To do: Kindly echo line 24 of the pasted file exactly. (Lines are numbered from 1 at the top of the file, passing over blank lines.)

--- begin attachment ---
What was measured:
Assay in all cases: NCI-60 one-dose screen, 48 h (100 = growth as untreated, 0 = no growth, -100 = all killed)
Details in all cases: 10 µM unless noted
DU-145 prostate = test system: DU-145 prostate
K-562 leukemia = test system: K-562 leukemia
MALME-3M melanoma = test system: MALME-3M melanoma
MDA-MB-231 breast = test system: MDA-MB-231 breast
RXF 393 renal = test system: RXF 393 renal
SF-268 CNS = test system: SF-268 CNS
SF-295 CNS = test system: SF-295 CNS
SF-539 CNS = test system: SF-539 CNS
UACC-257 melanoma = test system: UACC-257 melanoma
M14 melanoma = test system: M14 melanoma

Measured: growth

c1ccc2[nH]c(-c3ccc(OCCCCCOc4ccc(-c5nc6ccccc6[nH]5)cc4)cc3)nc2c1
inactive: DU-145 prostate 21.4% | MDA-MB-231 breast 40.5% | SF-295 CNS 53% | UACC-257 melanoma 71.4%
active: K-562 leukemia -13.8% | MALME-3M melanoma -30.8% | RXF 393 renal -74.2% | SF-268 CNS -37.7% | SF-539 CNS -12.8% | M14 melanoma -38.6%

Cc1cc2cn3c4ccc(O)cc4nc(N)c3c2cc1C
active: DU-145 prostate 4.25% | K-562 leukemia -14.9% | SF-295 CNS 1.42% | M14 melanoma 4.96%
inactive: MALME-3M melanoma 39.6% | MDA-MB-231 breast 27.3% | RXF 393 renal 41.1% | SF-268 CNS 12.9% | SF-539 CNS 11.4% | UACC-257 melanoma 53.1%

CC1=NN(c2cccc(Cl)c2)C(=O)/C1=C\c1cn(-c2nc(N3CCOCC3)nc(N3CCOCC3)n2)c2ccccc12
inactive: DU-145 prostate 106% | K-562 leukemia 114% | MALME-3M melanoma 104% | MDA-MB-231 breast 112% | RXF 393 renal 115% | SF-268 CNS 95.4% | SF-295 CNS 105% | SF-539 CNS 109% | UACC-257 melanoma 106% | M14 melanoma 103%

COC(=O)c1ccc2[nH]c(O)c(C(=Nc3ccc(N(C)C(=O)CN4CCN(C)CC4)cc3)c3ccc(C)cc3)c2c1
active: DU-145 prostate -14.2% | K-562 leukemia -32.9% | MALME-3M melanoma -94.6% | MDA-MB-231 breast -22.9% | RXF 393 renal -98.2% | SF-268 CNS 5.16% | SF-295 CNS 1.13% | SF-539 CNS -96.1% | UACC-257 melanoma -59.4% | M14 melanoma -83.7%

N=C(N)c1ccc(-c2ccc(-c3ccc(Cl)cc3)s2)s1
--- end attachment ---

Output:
active: DU-145 prostate -14.2% | K-562 leukemia -32.9% | MALME-3M melanoma -94.6% | MDA-MB-231 breast -22.9% | RXF 393 renal -98.2% | SF-268 CNS 5.16% | SF-295 CNS 1.13% | SF-539 CNS -96.1% | UACC-257 melanoma -59.4% | M14 melanoma -83.7%